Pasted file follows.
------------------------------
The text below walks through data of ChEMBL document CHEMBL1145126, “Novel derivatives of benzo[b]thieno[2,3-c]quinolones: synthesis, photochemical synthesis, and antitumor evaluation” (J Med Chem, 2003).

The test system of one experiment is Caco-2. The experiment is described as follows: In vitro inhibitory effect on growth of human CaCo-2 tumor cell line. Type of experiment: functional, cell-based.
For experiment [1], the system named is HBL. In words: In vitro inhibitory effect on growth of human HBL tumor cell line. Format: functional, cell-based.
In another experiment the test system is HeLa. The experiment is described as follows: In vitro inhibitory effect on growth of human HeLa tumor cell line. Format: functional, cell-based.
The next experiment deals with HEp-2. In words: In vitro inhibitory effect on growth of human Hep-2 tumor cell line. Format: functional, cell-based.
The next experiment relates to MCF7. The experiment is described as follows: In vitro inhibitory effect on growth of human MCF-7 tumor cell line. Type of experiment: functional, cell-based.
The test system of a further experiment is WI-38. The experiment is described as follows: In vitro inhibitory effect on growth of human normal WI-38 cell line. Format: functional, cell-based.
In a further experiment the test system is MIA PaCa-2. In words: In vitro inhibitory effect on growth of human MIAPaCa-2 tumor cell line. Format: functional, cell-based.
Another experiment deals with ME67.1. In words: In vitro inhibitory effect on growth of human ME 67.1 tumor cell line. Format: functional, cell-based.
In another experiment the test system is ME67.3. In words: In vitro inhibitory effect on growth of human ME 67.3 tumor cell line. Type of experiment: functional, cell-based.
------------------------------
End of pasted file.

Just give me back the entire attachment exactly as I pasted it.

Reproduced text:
The text below walks through data of ChEMBL document CHEMBL1145126, “Novel derivatives of benzo[b]thieno[2,3-c]quinolones: synthesis, photochemical synthesis, and antitumor evaluation” (J Med Chem, 2003).

The test system of one experiment is Caco-2. The experiment is described as follows: In vitro inhibitory effect on growth of human CaCo-2 tumor cell line. Type of experiment: functional, cell-based.
For experiment [1], the system named is HBL. In words: In vitro inhibitory effect on growth of human HBL tumor cell line. Format: functional, cell-based.
In another experiment the test system is HeLa. The experiment is described as follows: In vitro inhibitory effect on growth of human HeLa tumor cell line. Format: functional, cell-based.
The next experiment deals with HEp-2. In words: In vitro inhibitory effect on growth of human Hep-2 tumor cell line. Format: functional, cell-based.
The next experiment relates to MCF7. The experiment is described as follows: In vitro inhibitory effect on growth of human MCF-7 tumor cell line. Type of experiment: functional, cell-based.
The test system of a further experiment is WI-38. The experiment is described as follows: In vitro inhibitory effect on growth of human normal WI-38 cell line. Format: functional, cell-based.
In a further experiment the test system is MIA PaCa-2. In words: In vitro inhibitory effect on growth of human MIAPaCa-2 tumor cell line. Format: functional, cell-based.
Another experiment deals with ME67.1. In words: In vitro inhibitory effect on growth of human ME 67.1 tumor cell line. Format: functional, cell-based.
In another experiment the test system is ME67.3. In words: In vitro inhibitory effect on growth of human ME 67.3 tumor cell line. Type of experiment: functional, cell-based.